I've been using Helicon Focus since it came out in 2003 or shortly thereafter and the changes in image size due to focus breathing are not an issue, and in fact are far easier to deal with than the changes in viewpoint and perspective you get from moving the entire rig backwards and forward to achieve your focus slices. The biggest issue, and you'll have to test for yourself if you're going to shoot automated in camera slices is if the autofocus system in your lens or lenses has fine enough increments to give you sufficient overlap at your preferred aperture - you know - taking into account that at 2X magnification, you'll lose three stops of aperture so an indicated f/11 is now a detail crushing diffraction aperture of f/32. Lifesized 1:1 take a two stop toll and 3X a four stop hit, so in order to use the sharpest apertures you have to shoot at wider indicated apertures which have less inherent depth of field and need smaller focusing increments to achieve the needed overlap in focus to successfully stack.

Now, I know that was a mouthful, but it's really important to fully understand or you'll be wasting a lot of time. Actually I only have a single autofocus macro lens and pretty much don't use it anymore because I have several much better manual focus macros. When I shoot focus stacked images in the studio, it's always tethered to a laptop where I can check each image as it comes in to make sure that it's actually sharp and that it's got enough focus overlap to successfully stack. If I'm shooting in the field for focus stacking I just have to rely on having done this hundreds of times to sort of just know I'm getting it right, and most of the time I do - most of the time.

Whatever means you want to employ for your macro shots, you'll need to test to see what techniques work well for your own expectations. I actually started doing very simple focus stacking around 2000 or so shooting hammered stainless steel bowls in the studio on film and manually resizing two or three layers and blending them with layer masks to achieve full focus. Had no idea then that there would be software to do this all for you one day.



May 31, 2024 at 09:40 AM
 


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James Markus
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p.1 #6 · p.1 #6 · Is auto focus or manual focus better for macro photography?


Peter,
How do you employ Helicon Focus & Helicon Remote with manual focus lenses? Helicon's video looks great for automating the needed sequence of images to stack using AF, but I wonder if the number of focus points (and position) on each camera would determine how close those increments would be to each other. I have used Lr/Ps since about CS4 or CS5 for stacking, and usually it does a good job. Is Helicon better than today's Lr/Ps v25.x- In your opinion?
Jim

Peter Figen wrote:
I've been using Helicon Focus since it came out in 2003 or shortly thereafter and the changes in image size due to focus breathing are not an issue, and in fact are far easier to deal with than the changes in viewpoint and perspective you get from moving the entire rig backwards and forward to achieve your focus slices. The biggest issue, and you'll have to test for yourself if you're going to shoot automated in camera slices is if the autofocus system in your lens or lenses has fine enough increments to give you sufficient overlap at your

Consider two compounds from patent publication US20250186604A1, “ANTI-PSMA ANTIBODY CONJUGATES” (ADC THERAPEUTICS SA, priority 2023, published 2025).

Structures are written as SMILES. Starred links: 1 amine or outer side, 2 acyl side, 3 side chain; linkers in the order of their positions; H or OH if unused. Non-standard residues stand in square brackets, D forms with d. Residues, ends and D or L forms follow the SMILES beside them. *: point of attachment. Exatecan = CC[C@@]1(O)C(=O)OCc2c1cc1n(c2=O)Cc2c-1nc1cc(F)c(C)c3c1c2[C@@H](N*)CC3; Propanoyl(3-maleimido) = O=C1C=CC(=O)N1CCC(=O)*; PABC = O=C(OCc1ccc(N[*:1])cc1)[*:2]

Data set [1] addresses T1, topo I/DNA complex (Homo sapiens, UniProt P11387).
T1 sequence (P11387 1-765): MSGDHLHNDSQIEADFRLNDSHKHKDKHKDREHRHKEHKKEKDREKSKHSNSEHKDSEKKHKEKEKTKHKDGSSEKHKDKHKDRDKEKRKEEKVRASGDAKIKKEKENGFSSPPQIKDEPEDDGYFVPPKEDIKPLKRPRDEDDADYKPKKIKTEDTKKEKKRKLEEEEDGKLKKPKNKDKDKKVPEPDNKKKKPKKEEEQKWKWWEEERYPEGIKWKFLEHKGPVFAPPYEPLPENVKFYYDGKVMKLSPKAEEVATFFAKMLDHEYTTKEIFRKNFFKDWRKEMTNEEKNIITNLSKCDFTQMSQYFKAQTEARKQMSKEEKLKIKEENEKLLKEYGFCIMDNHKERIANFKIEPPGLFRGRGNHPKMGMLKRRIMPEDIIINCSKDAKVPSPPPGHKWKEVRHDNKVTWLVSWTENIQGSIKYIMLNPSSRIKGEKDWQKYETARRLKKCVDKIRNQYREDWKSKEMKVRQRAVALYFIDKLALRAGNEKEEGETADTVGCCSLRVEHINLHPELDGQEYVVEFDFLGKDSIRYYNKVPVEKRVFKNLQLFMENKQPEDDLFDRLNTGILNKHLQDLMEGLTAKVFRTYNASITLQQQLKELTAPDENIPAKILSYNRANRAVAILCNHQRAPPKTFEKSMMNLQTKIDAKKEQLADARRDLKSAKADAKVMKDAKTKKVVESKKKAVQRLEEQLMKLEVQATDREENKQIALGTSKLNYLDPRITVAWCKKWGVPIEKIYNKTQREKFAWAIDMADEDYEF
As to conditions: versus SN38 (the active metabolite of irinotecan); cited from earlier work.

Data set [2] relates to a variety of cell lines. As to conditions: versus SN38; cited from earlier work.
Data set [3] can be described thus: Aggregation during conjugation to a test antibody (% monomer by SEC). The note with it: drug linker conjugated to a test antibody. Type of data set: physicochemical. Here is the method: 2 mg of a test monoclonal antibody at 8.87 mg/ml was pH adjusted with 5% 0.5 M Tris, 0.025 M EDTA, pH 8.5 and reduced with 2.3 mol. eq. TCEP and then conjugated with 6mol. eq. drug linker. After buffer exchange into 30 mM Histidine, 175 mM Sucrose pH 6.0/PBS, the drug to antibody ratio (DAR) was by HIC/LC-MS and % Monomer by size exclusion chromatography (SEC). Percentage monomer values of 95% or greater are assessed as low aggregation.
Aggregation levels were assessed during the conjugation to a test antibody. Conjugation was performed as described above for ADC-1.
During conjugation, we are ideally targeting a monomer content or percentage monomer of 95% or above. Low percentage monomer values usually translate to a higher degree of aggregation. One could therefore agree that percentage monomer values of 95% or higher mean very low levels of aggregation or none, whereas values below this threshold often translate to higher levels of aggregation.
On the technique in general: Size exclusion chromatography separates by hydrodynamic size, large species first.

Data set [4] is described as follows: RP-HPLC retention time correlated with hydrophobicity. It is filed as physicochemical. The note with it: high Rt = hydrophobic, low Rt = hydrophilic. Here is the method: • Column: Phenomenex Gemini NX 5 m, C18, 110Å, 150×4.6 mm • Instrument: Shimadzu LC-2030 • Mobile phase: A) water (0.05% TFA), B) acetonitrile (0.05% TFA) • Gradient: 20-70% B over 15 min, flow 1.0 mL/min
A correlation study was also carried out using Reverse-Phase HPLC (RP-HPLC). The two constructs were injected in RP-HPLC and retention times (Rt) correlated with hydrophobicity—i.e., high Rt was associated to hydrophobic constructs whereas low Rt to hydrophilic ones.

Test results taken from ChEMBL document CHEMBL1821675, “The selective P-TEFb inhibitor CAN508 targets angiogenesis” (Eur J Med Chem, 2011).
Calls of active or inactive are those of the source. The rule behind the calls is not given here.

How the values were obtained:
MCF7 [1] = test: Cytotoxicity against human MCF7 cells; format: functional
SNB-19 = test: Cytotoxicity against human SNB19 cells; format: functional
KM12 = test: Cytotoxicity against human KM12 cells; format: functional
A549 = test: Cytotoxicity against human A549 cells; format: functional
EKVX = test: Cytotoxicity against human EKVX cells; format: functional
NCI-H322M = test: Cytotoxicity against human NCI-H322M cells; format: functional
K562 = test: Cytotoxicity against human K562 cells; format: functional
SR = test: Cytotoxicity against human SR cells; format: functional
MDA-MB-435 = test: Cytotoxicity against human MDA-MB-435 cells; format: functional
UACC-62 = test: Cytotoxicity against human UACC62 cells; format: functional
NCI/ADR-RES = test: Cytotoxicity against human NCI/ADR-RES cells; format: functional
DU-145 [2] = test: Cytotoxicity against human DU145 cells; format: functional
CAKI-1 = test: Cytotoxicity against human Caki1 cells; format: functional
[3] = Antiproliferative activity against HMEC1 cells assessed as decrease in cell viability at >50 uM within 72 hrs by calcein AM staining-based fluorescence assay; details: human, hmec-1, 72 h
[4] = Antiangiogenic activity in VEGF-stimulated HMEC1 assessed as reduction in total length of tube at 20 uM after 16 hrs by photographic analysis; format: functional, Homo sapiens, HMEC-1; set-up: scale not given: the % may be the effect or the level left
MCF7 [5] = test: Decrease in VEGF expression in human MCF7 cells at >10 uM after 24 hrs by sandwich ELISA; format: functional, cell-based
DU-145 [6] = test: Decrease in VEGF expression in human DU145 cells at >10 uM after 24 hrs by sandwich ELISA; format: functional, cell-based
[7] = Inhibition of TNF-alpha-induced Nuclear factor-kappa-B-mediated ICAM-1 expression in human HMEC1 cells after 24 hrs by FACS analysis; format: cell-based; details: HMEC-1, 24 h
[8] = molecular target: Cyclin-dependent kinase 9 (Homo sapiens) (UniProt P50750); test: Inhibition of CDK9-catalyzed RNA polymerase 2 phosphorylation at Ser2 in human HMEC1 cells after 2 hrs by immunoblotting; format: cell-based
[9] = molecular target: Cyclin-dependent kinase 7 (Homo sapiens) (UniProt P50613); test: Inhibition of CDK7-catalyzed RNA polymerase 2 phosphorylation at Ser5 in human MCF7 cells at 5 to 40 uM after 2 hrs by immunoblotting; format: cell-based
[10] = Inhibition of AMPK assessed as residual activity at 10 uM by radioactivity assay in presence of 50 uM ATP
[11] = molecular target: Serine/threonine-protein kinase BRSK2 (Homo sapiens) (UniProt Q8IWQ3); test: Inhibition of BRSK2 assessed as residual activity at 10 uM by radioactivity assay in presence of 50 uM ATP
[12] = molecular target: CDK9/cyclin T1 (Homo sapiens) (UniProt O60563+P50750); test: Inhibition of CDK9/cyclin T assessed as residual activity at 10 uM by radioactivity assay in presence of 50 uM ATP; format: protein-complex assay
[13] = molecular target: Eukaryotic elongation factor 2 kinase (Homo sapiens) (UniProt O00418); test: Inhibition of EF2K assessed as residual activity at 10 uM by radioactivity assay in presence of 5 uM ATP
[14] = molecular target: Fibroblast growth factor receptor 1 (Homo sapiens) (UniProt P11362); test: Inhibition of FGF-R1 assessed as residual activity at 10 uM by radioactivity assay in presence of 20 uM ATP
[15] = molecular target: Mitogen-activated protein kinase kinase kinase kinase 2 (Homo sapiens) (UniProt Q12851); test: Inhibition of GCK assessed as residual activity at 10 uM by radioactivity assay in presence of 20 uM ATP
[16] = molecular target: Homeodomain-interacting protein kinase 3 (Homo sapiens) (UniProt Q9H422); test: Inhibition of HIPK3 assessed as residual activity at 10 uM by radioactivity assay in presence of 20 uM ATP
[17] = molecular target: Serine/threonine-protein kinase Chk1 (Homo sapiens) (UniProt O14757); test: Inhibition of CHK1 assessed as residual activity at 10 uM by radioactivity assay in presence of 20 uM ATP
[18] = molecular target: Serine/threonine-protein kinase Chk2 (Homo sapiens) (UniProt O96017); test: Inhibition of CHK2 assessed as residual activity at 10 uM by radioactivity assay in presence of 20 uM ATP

...Show more




May 31, 2024 at 02:21 PM
Peter Figen
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p.1 #7 · p.1 #7 · Is auto focus or manual focus better for macro photography?


James Markus wrote:
Peter,
How do you employ Helicon Focus & Helicon Remote with manual focus lenses? Helicon's video looks great for automating the needed sequence of images to stack using AF, but I wonder if the number of focus points (and position) on each camera would determine how close those increments would be to each other. I have used Lr/Ps since about CS4 or CS5 for stacking, and usually it does a good job. Is Helicon better than today's Lr/Ps v25.x- In your opinion?
Jim



You don't. You just start as your closest point of focus and go as far back as you want, process out the tiffs and then send them to Helicon or Zerene and sometimes both to see which software works best with a given image.




May 31, 2024 at 02:26 PM
James Markus
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p.1 #8 · p.1 #8 · Is auto focus or manual focus better for macro photography?


Ok. That's what I already do (except I go to Lr/Ps with the adjusted raw stack) - thanks

Peter Figen wrote:
You don't. You just start as your closest point of focus and go as far back as you want, process out the tiffs and then send them to Helicon or Zerene and sometimes both to see which software works best with a given image.






May 31, 2024 at 02:55 PM
Danpbphoto
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p.1 #9 · p.1 #9 · Is auto focus or manual focus better for macro photography?


I always use M in Macro....But I often use AF then fine tune in M to be sure.
Dan



Jun 01, 2024 at 10:02 AM
e6filmuser
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p.1 #10 · p.1 #10 · Is auto focus or manual focus better for macro photography?


I shoot macro daily and have done so for decades.

I own 2 AF lenses: a 50mm and a 100-400mm. I rarely use either on AF. All my other lenses, macro or not, are MF.

I find focus peaking very useful to essential for all of them. I have a button allocated to it.

Harold



Jun 11, 2024 at 01:49 AM